Turkish police renew attacks on protesters

By Justus Leicht
25 June 2013

After six days of relative calm, the Turkish police resumed their violently attacks on demonstrators Saturday evening, using tear gas, water cannon, rubber bullets and batons.

Following the suppression of a demonstration in Taksim Square in central Istanbul. Hours of clashes between police and demonstrators took place on Istiklal Street and its side streets, and in the neighboring districts of Tarlabasi, Harbiye and Cihangir. Police made many arrests, and dozens of protesters were injured. A rally in Ankara was also forcibly broken up. A number of arrests were made in Izmir in western Turkey and in the predominantly Kurdish region of Tunceli.

In the early evening, about 10,000 people assembled in Taksim Square to commemorate the five demonstrators killed so far during the protests against the government of Prime Minister Recep Tayyip Erdogan. Initially the crowd was able to hold back special police forces with human chains. But then police responded with water cannon, using water mixed with a corrosive liquid which burned the skin after a few splashes.

After a makeshift hospital was set up in the rooms of the Chamber of Engineers, police broke windows and hurled gas grenades into the building. According to press reports, 30 of the injured were treated in the emergency hospital, including ten hit by rubber bullets fired by the police. Nine more were treated at the Istanbul Bar Association office, four of them were taken to hospital.

A report by the Istanbul Chamber of Physicians reveals the brutality employed by police since protests began on May 28 with a demonstration against the planned construction of a shopping center on the site of the Gezi Park, next to Taksim Square. The protests rapidly expanded to a nationwide wave of protests against the government of Prime Minister Recep Tayyip Erdogan.

Following 20 days of protest across the country, 7,833 have been injured, with five dead, including one policeman. Thirteen people have lost eyes due to gas grenades; four of the wounded are still in intensive care. There are reports of serious abuses of individual demonstrators by plainclothes policemen, and of doctors prevented by police from treating the injured.

One Turkish newspaper reported that no less than 130,000 tear gas cartridges have been fired by police at demonstrators over the past three weeks. There are now plans to procure 100,000 cartridges of tear gas and pepper spray to replenish police stocks, plus an additional 60 water cannon.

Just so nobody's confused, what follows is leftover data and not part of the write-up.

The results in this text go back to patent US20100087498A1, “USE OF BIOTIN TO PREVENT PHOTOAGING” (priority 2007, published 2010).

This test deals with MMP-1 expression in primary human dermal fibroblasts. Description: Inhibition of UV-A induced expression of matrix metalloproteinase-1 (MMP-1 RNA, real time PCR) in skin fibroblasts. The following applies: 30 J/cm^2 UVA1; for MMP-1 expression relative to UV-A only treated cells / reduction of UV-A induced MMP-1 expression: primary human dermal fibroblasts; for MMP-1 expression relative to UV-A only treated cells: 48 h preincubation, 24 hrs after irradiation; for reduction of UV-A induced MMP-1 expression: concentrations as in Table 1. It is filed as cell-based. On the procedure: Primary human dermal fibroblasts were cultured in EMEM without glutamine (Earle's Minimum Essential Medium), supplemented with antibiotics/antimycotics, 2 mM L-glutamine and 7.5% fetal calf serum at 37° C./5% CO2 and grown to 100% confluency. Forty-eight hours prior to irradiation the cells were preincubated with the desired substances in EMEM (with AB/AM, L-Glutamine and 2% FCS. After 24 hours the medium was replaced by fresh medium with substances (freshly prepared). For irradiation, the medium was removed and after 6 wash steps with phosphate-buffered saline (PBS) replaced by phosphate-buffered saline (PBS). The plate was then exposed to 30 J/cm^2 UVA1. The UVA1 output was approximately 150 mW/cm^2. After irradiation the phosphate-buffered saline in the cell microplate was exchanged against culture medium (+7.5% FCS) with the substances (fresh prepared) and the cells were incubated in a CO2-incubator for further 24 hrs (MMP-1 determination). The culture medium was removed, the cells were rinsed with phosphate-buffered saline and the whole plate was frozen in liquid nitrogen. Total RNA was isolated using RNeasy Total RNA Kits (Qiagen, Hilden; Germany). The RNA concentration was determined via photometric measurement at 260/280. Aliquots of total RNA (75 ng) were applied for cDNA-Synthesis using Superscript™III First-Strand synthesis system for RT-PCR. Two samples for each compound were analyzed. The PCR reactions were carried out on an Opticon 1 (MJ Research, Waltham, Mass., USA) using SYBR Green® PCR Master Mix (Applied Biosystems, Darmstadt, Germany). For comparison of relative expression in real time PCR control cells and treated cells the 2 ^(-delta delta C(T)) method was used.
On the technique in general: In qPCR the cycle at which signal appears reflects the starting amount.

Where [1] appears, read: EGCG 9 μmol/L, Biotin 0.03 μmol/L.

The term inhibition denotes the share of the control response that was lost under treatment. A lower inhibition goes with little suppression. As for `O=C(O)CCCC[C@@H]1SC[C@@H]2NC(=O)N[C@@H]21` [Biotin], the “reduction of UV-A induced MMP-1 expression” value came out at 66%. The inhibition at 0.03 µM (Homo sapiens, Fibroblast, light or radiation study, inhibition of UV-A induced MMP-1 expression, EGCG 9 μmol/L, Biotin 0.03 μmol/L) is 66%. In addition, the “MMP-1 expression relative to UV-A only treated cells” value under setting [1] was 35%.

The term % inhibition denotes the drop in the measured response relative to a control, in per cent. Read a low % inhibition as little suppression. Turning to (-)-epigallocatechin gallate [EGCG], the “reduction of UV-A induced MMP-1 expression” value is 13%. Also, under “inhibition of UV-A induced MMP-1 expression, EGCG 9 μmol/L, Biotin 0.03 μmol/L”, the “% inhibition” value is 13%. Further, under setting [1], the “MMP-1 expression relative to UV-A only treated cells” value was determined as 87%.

The number of arrests is in the thousands. Not only demonstrators were arrested, but also people who supported the protests on Twitter and social networks.

The brutality of the government arises from its anxiety that the working class could intervene as an independent force. Behind the facade of economic growth marking the ten-year reign of Prime Minister Erdogan and his Islamist AKP (Justice and Development Party), social inequality has worsened dramatically. This is why the suppression of a demonstration directed against the destruction of a park triggered a nationwide protest movement with hundreds of thousands participating.

In addition, the foreign policy of the Erdogan government, which is pressing for military intervention in Syria in close cooperation with the US and European powers, is highly unpopular in the Turkish population.

Along with the police repression, Erdogan is trying to whip up national chauvinism and religious backwardness to suppress and defuse the protest movement. At the same time, he is trying to lure support from privileged layers of the country’s religious and ethnic minorities.

While the police in Istanbul were preparing their crackdown on the demonstration, Erdogan spoke in the city of Samsun in front of 15,000 supporters and warned of an international conspiracy—with unmistakably anti-Semitic undertones. He claimed that protesters were entering mosques wearing shoes, drank alcohol in the mosques and threatened girls in headscarves. Orchestrating the protests, according to Erdogan, was an “international interest rate lobby” that, after Turkey, was now seeking to destabilize Brazil.

Erdogan made his speech shortly before the twentieth anniversary of the massacre in Central Anatolian Sivas. On July 2, 1993 an Islamist mob set a hotel on fire where Alevis were holding a cultural festival with many leftist intellectuals and artists in attendance. Unable to escape, 35 people died. Some of the perpetrators were members of predecessor parties to the AKP. Erdogan hinted that he will now hold an AKP party event in Sivas.

At the same time, he called on his followers to show their support by hanging a Turkish national flag out of their windows—a flag without the “accessory”, i.e., the image of the founder of modern Turkey, Kemal Ataturk, whose picture is rejected by radical Islamists.